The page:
Human visitors were plentiful too - thank you again for all help and support given and for the many bags of carrots the donkeys enjoyed so much. One lady visitor reported having seen nine wild donkeys on one of the Aran Islands, which she said were all suffering from very bad hooves. As this sort of undertaking is out of our league I contacted Paddy Barrett of the Donkey Sanctuary in Mallow, Co. Cork. Paddy explained that he was helicoptered out to the islands four years ago in a largely unsuccessful attempt to catch these donkeys and trim their hooves, but in view of this report he will again arrange for another expedition. Now he knows what to expect in terms of terrain he hopes to solve the problem.
Donkey in the House
We have a problem with Jacob. Jacob is our founder member, very old and with virtually no teeth. He is also a huge character but suffers severe delusions that he is not a donkey at all but really a human in a donkey jacket. On any opportunity Jacob will push his way into the house and 'pull up his chair' at the kitchen table. As there is mostly someone in the house or around the yard in the summer months, Jacob has been allowed the freedom of the garden in the knowledge that without teeth he could not damage the shrubs and flower beds too badly, but could graze the longer grass around the wild' areas of the garden (of which there are many. However, having forgotten one day that he was on the loose, and being occupied elsewhere, Jacob decided to exploit the situation to his advantage, first of all letting himself into the house, then somehow arranging to shut the door behind him. Then he had a field day - or rather a house day: first it was the vegetable rack, then the fruit bowl, then a quick look in the cupboards. Fortunately, he was discovered before he let himself into the bedrooms or he may just have decided to have a lie down to sleep it all off!
On a more serious note, Jacob is becoming increasingly difficult to feed. He consumes huge quantities of pony feed but is no longer able to eat hay or straw so winter feeding is a problem. We have been contacted by other people with old donkeys who have similar problems and can only suggest a pony mix without oats, as oats in any quantity heats up the animals' blood causing laminitis. Finely chopped root vegetables and apples (some donkeys like other fruit too) can be added, as can boiled linseed and extras molasses. If you have access to areas of long grass your donkey will probably manage to eat by pulling the grass with his lips or tongue but short winter grass is not available to him. The first noticeable symptom is often weight loss coupled with no obvious signs of hunger. Please do not ignore this putting it down to natural winter loss or greed. If the donkey is properly wormed and healthy in every other way, check the teeth for you may find your pet is actually starving. Despite all our extra care, which includes keeping him warm to reduce calorie usage, Jacob still loses weight dramatically throughout the winter months and it is a salutary thought that without a good set of false teeth the day may come when we will not be able to feed him enough to make his life enjoyable. If any readers have any input on this subject I would love to hear from you.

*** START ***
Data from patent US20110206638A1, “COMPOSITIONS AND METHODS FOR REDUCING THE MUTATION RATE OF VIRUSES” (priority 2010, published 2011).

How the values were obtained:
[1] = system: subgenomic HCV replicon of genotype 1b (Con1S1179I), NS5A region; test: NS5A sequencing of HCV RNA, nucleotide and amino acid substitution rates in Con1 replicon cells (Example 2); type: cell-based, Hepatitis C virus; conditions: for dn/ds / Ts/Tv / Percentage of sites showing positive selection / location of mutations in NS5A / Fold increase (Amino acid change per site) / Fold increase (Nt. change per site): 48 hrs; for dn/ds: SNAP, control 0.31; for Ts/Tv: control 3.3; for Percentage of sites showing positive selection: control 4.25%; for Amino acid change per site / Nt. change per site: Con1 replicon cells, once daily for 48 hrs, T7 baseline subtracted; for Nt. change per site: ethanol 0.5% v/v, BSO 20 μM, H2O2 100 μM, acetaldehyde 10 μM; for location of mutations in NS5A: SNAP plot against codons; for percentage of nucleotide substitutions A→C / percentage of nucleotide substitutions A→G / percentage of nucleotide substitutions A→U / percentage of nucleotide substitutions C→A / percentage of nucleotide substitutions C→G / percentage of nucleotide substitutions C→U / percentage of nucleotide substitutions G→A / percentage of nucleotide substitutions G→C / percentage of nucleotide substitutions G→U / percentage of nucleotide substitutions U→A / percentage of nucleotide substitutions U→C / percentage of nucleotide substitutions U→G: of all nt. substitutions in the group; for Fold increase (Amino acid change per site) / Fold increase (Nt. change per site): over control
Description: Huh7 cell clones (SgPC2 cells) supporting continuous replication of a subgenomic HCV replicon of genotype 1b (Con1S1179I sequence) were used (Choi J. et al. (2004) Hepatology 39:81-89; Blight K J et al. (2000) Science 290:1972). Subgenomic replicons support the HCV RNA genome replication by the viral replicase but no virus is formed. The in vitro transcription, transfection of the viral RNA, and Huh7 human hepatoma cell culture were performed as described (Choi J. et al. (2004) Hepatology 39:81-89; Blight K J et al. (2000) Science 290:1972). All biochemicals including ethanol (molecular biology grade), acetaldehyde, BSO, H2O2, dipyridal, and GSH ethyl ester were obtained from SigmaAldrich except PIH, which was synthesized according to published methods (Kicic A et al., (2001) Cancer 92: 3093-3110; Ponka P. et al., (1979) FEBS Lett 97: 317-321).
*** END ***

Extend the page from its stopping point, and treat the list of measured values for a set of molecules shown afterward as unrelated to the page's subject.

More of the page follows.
Meanwhile it is back to the winter routine and further tree planting. Unfortunately the cold spring with late frosts killed off many of the willow cuttings and set back quite a bit of young growth on other species. However, overall results are encouraging so we will continue to infill existing shelter belts with native trees whilst starting off a new belt on the west boundary, using oak trees grown in the garden from acorns and now into their fourth winter.